VCOG's executive director is essentially the non-profit's program. But just like other non-profits, we have administrative costs as well: insurance, office supplies (though Megan uses her own computer and works from a home office), phone bills, financial audits and more.

So, your contributions -- even small ones -- make such a difference to both the program and the general operation of VCOG. It keeps our lights on. It keeps our newsletters flowing. It underwrites our travels all over the state and into cyberspace.

It ensures that Virginians always have someone to make the case for open government in Virginia every day, every month, every year.

Please. Donate today.

A note from Megan: In September, I made a personal donation of $1,200 to VCOG. Can you help match that this #GivingTuesday?


state & local news stories

Growing secrecy surrounding executions by injection and the drugs used to carry them out is part of a trend in death penalty states and not unique to Virginia, according to a new report. Virginia shielded the identity of the pharmacy that made two of the drugs used in Ricky Javon Gray’s execution last year — delayed by difficulty inserting an IV line — and afterward further restricted what lethal injection witnesses can view.  Megan Rhyne, executive director of the Virginia Coalition for Open Government, said, “If you have a system that you’re implementing in the name of the state ... there needs to be public oversight and there needs to be access to information about the process.” “The current setup, with the blackout on information about the chemicals and the pharmacies that are being used, means that there is [no public oversight] and it means that Virginia has set up a system that allows the state to contract with anonymous sources, and I can’t think of any other situation where we allow that,” Rhyne said.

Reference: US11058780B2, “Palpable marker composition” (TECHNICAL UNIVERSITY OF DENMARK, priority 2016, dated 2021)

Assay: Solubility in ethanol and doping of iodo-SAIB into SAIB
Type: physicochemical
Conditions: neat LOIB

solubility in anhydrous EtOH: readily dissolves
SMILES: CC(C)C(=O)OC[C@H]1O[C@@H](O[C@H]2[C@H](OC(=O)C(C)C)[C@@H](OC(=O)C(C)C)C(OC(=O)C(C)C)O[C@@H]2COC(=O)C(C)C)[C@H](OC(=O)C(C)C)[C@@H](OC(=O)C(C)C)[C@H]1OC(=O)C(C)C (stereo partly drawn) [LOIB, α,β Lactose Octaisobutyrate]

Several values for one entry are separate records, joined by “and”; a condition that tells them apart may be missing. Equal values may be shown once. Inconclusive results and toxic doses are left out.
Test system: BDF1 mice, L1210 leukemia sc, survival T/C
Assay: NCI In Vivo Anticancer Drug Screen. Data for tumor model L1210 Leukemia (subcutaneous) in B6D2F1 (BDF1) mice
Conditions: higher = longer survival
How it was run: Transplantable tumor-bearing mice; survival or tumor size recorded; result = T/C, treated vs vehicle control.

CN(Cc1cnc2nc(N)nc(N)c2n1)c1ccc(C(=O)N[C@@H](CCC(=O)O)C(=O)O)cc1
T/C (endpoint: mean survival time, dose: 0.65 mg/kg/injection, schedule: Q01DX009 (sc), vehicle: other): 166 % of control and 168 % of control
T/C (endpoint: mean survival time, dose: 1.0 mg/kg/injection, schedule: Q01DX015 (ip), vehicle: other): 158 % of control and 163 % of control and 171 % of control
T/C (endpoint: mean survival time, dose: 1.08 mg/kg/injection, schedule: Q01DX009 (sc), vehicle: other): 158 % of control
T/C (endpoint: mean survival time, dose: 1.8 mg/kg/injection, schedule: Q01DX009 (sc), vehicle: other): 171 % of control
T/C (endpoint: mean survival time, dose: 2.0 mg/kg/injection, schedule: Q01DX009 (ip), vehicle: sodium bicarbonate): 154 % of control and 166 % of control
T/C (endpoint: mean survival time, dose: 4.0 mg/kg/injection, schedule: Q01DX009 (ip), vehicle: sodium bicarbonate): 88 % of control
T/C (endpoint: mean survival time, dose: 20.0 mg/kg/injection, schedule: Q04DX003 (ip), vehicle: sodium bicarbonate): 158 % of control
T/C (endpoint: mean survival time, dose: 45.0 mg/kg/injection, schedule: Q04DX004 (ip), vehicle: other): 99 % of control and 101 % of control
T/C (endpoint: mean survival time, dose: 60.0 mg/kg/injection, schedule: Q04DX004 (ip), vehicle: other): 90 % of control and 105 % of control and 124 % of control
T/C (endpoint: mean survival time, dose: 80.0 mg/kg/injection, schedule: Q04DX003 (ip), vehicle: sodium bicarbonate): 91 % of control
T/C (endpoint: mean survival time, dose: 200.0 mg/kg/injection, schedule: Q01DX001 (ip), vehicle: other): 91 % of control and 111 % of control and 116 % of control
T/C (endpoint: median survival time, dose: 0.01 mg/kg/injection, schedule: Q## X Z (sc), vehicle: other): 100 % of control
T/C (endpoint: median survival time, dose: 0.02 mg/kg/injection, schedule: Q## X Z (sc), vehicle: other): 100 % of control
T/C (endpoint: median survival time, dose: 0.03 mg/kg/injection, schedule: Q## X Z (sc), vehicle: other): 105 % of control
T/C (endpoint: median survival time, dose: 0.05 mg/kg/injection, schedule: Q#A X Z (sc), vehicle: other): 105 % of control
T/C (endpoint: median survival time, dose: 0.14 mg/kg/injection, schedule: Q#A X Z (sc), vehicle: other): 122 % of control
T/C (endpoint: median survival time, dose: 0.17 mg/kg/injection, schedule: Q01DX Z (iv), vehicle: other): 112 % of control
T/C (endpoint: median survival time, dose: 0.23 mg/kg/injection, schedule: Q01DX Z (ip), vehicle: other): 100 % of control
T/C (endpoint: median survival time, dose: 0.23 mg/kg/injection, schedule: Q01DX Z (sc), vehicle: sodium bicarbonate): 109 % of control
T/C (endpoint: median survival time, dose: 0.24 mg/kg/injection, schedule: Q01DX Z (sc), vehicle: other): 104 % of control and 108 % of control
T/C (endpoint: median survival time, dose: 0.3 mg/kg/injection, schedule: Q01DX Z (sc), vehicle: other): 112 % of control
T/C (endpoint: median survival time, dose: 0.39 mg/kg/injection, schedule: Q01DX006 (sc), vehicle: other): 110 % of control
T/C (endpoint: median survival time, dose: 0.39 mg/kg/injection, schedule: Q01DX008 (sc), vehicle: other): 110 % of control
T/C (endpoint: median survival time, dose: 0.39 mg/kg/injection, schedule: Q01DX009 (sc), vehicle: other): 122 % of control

Richmond Times-Dispatch